yawn


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yawn

(yawn),
1. To gape.
2. An involuntary opening of the mouth, usually accompanied by inspiration; it may be a sign of drowsiness or of vital depression, as after hemorrhage, but is often caused by suggestion.
[A.S. gānian]

yawn

(yôn)
v. yawned, yawning, yawns
v.intr.
To open the mouth wide with a deep inhalation, usually involuntarily from drowsiness, fatigue, or boredom.
n.
The act of yawning.

yawn′er n.

yawn

The involuntary opening of mouth to inhale/exhale O2/CO2; thought to be a response to the slowed breathing typical of boredom, exhaustion or sedentary inactivity—which are characterised by increased CO2 and reduced O2 in the circulation—by opening the mouth wide and inhaling deeply, yawns quickly intake O2 and expel CO2 to bring the gases back to normal levels.

yawn

 The involuntary opening of mouth, often caused by suggestion–“contagious” and accompanied by breathing inward then outward; repeated yawning may indicate drowsiness, depression, or boredom

yawn

(yawn)
1. To gape.
2. An involuntary opening of the mouth, usually accompanied by a movement of respiration; it may be a sign of drowsiness or of vital depression, as after hemorrhage, but is often caused by suggestion.
[A.S. gānian]

yawn

(yawn)
1. To gape.
2. An involuntary opening of the mouth, usually accompanied by inspiration; it may be a sign of drowsiness or of vital depression, as after hemorrhage, but is often caused by suggestion.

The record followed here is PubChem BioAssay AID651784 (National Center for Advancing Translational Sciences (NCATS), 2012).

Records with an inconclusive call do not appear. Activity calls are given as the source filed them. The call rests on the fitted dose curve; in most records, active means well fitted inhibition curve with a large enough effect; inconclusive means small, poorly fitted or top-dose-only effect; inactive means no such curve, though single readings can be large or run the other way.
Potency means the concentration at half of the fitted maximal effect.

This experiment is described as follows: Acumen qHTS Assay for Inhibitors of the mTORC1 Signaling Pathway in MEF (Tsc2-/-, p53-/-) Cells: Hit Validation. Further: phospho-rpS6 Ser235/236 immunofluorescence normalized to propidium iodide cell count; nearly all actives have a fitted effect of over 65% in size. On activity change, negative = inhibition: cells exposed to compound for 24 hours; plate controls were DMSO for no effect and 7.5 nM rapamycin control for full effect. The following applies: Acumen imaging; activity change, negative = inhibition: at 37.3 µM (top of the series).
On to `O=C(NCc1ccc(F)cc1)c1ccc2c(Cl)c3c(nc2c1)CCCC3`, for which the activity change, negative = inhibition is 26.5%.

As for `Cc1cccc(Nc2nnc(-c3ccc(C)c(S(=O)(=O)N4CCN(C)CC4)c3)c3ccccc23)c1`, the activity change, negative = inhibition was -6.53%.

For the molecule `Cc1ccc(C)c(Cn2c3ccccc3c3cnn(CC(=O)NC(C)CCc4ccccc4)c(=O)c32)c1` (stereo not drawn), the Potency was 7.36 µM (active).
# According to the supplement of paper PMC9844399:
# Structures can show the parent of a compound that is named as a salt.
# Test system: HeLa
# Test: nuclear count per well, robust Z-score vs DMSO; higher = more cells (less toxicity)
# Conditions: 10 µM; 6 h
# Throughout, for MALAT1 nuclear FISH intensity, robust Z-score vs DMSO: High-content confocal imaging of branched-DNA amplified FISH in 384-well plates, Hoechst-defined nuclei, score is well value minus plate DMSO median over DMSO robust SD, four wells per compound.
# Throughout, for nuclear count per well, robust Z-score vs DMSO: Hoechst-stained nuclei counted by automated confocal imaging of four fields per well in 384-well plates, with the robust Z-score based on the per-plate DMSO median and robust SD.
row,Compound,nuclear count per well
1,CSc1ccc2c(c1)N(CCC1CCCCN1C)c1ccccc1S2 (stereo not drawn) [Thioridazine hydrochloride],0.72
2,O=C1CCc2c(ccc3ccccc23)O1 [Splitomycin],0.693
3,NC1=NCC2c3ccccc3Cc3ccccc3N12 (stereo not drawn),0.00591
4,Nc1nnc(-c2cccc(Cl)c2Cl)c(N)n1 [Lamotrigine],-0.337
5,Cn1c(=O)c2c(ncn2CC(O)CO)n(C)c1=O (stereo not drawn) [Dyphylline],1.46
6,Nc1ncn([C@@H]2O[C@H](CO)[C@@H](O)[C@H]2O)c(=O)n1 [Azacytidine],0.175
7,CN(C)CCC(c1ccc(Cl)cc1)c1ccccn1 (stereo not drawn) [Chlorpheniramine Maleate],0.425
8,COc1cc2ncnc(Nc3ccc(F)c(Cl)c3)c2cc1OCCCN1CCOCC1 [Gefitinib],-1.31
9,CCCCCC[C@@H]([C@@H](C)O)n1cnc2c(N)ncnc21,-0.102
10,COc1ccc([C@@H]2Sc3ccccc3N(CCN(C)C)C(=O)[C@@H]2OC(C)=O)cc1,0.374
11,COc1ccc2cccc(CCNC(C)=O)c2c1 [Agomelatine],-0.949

[A.S. gānian]
References in periodicals archive ?
Chances are, though, you yawned while reading this column.
The study determined how each person's motor cortex worked and measured it's "excitability." As the researchers used TMS, it was also possible to increase the "excitability" in the motor cortex and thus even increase people's tendency to contagious yawns.
Yawn posted more than 900 false share drafts and more than 1,200 ACH transactions that led to the credit union losing nearly $500,000.
Both humans and animals yawn, but why this strange behaviour has evolved is still an unsolved mystery.
Plus, the more severe the form of autism, the less likely the child is to yawn contagiously.(10)
According to an evolutionary psychologist, it is contrary to what had been heard informally; dog owners have claimed that they catch their dogs' yawns, but their dogs never yawned when they did.
But only one in five motorists in Yorkshire always take a yawn as a sign to have a rest.
According to a survey commissioned by the soft drink manufacturer, 84% of Americans admit to experiencing an "afternoon slump" every day, about half acknowledge yawning five times a day and 86% feeling that yawns are contagious.
Even seeing a picture of someone yawn, reading the word or thinking about it can cause you to suddenly open your mouth wide.
The physical consequences of the yawn include "opening of the Eustachian tube, tearing, inflating the lungs, stretching, and signaling drowsiness." Yet all of these, Provine says, "may be incidental to its primal function--which may be something as unanticipated as sculpting the articulation of the gaping jaw during embryonic development."
Or will they yawn? Yawns follow a message they've heard often before (a mill crew hearing the foreman announce they must pay more attention to details in safety), or one that has little bearing on their daily lives (that same crew addressed by the CFO on revenues, market share, and profit margins).
Editor Kathy Pories lets 11 intriguing writers loose on the topic of same-sex marriage, reaping an irreverent collection of personal essays that get past the doctrinaire discourse that--let's be honest has made us yawn even though we have everything at stake.--Anne Stockwell, Regina Marler